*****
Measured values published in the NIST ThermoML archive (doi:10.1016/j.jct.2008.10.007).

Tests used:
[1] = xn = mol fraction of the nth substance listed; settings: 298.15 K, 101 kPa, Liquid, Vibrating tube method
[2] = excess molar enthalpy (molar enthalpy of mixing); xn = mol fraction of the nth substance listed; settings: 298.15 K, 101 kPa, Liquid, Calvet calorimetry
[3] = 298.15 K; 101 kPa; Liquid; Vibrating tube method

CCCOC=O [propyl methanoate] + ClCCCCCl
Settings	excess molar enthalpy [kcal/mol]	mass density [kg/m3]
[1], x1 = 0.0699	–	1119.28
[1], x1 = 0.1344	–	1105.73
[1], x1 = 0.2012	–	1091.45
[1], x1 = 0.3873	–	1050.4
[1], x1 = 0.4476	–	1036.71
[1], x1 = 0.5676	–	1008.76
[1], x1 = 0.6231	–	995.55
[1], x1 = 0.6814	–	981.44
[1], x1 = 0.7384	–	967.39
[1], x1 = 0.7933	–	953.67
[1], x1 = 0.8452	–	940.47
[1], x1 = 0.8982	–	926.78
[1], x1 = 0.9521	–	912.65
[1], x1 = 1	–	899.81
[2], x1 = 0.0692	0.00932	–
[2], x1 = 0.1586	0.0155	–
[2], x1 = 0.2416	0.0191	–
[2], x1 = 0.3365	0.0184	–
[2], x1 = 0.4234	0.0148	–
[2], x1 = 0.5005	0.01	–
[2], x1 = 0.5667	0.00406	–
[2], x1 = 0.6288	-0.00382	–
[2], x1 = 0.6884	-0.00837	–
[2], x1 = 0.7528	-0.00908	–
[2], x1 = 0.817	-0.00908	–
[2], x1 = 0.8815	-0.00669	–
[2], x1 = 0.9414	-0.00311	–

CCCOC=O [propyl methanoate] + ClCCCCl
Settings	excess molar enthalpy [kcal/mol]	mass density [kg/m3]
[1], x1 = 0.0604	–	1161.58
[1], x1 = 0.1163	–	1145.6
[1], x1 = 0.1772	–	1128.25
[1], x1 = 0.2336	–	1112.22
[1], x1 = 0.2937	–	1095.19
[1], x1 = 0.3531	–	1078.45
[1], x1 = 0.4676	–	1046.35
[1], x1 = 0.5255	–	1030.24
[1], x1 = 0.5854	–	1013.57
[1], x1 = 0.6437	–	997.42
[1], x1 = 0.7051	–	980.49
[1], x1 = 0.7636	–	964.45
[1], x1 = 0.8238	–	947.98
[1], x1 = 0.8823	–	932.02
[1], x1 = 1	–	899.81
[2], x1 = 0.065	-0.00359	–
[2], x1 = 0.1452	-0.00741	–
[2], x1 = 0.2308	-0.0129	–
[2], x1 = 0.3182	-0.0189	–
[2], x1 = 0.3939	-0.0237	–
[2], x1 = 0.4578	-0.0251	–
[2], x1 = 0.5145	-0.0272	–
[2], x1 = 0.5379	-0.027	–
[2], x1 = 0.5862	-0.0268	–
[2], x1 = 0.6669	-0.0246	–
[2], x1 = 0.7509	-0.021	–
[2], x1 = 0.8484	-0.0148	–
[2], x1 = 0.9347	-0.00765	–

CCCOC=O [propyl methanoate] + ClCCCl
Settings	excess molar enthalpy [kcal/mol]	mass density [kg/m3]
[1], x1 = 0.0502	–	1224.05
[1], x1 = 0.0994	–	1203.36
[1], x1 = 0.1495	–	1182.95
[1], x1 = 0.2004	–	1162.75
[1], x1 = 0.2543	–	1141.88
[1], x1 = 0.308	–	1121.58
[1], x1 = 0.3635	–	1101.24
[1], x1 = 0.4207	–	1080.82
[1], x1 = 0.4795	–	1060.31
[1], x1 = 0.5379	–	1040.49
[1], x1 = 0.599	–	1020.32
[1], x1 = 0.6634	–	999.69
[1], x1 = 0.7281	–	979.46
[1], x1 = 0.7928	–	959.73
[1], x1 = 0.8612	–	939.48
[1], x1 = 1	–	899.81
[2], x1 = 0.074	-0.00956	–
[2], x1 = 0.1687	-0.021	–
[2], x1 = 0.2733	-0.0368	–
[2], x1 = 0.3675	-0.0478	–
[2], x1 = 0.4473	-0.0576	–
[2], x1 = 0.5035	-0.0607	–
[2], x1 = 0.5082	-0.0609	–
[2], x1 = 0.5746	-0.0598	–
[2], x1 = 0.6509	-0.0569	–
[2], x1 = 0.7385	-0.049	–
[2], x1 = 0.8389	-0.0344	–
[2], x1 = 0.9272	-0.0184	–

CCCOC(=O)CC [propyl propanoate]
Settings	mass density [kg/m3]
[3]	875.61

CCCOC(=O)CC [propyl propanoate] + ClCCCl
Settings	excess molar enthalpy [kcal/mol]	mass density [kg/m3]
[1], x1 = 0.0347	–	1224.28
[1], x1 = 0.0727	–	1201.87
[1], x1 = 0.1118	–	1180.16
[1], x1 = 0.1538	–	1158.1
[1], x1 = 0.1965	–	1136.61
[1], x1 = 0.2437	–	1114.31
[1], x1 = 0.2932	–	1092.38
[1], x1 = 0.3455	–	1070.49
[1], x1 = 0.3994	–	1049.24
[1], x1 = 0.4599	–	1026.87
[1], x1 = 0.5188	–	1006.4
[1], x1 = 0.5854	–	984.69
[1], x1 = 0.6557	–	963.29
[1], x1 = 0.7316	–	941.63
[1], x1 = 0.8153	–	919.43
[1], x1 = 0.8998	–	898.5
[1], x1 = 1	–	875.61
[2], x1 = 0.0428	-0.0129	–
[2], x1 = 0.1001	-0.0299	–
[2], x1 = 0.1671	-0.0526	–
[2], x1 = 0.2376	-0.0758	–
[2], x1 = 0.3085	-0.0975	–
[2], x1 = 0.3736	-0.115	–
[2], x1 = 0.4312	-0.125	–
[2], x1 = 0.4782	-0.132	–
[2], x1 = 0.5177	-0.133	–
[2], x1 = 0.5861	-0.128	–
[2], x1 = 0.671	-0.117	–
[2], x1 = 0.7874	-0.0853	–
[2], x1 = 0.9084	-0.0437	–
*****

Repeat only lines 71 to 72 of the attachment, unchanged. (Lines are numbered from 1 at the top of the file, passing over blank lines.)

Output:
[1], x1 = 0.2543	–	1141.88
[1], x1 = 0.308	–	1121.58